The link between mental and physical well-being is becoming more and more apparent.
That fact is undeniable.
And we all know of that one person who is so stressed, either at home or at work or usually both, that their go to snack is a bottle of antacid. While the facts are there it can sometimes be hard to grasp the depths of influence the mind has over the body.
However, a vast amount of research is accumulating which shows that your physical health is directly linked with your mental health, as well as the other way around.
How Stress Affects the Body
While the mind affects the body in a variety of ways, one of the most studied examples of this is with depression.
It’s very apparent that depression leads to suicide but its physical effects don’t stop there. Cardiologists have noted that there seems to be a definite relationship between depression and the overall health of your heart.
It is relatively common for those who have undergone heart bypass surgery to become depressed after the operation and those patients that do become depressed seem to be at a higher risk for being readmitted to the hospital. There are various diseases that seem to worsen with depression or stress in general such as diabetes, epilepsy, osteoporosis and even cancer.
Stress as a significant risk factor regarding your overall health can no longer be ignored.
Starts in the Brain
A number of different parts of the brain seem to get agitated when a threat is detected.
Areas of the brain that get activated are your hypothalamus, amygdala, and pituitary gland. These parts of your brain communicate with one another in order to prepare a signal to the hormones and nerves to initiate a “fight or flight” response.
The adrenal glands receive this message and release an onslaught of adrenaline.
This, in turns, makes your heart pump faster and your lungs to work harder so that the body is flooded with oxygen. Nerve cells in turn release norepinephrine, which makes the muscles tense and your senses sharp and ready for action.
When the perceived threat subsides epinephrine and norepinephrine levels do drop.
However, when this happens too often you run the risk of damaging your arteries. Chronic stress can keep glucocorticoids constantly working, which in turn leads a weakened immune system.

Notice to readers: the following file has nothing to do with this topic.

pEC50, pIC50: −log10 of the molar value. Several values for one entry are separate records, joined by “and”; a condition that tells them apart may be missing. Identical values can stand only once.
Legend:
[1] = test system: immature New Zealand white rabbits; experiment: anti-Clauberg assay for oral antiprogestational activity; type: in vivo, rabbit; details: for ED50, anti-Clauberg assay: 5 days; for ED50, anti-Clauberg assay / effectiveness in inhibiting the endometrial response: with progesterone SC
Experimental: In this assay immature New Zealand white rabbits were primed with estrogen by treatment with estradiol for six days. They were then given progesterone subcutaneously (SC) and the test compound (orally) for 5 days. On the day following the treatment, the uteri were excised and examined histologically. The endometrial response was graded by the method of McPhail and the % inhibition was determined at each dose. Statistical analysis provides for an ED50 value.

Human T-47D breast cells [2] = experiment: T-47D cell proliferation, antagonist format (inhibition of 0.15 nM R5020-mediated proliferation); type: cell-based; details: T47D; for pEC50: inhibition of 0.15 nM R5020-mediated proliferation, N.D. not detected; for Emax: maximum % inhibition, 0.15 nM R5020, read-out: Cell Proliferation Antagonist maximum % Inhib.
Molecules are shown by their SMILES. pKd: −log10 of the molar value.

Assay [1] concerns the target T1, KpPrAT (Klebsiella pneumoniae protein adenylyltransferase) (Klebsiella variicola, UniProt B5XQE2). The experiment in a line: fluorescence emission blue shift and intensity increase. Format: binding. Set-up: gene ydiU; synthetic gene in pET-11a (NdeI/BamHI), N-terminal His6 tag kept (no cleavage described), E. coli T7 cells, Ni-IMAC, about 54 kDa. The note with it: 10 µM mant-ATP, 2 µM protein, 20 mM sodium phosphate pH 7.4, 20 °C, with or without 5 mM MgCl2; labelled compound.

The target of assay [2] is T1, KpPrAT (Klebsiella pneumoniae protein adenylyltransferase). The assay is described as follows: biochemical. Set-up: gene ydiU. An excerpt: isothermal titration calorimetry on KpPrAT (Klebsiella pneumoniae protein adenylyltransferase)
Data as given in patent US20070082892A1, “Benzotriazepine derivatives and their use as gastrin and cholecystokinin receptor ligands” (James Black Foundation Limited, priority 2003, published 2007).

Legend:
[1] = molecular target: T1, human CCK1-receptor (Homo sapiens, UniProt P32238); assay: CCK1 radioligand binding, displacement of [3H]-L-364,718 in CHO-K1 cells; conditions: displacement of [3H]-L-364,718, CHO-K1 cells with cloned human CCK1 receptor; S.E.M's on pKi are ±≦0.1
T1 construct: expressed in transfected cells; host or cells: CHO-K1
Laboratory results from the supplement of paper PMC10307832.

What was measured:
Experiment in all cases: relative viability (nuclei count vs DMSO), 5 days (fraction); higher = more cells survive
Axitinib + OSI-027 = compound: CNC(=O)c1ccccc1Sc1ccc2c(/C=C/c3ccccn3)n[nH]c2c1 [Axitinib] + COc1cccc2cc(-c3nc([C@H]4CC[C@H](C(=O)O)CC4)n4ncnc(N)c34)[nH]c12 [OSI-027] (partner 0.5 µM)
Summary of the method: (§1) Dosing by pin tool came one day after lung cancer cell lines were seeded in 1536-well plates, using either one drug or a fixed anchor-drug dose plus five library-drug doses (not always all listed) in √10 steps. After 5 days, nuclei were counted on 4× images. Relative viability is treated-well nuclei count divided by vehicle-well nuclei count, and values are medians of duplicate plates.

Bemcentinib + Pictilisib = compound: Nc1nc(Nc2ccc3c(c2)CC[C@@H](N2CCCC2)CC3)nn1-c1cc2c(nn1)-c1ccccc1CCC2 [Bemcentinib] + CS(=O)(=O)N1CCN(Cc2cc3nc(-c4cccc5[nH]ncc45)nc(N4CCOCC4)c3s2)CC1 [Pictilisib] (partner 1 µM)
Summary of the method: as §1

With consequences like this there is no denying the importance of reducing stress.
Stress and happiness
Research has come a long way since the days of Freud on how to maintain optimal mood levels.
Here are two factors that you can control to help you remain positive, happy, and reduce your stress levels…
There has been a staggering amount of evidence to suggest that what you eat affects how you think.
A survey conducted by the University of Otago in New Zealand has shown that participants who ate a diet with more fruits and vegetables seem to report a more positive mood. The research is not complete but the link seems to be there.
One thing seems to be key in the diet of happier people is Omega-3 fatty acids found in fatty fish.
The National Institutes of Health has shown that countries where fish is not a regular part of the diet have a 65 time higher rate of depression than their fish eating counterparts.
Regular physical activity is one of the best ways to combat stress and depression.
Exercise leads to a fitter body, which in turn tends to lead to higher self-esteem there by bettering your mood. Exercise also has a biochemical element to it by releasing endorphins, which trigger a positive feeling in the body as well as having an analgesic element.
This can also help to diminish pain.
The brain is just like any other organ so it makes sense that it would affect the rest of the body. Scientists are still beginning to understand all the different ways this organ works and how to better take care of it.
All this will in turn lead to a happier, healthier you.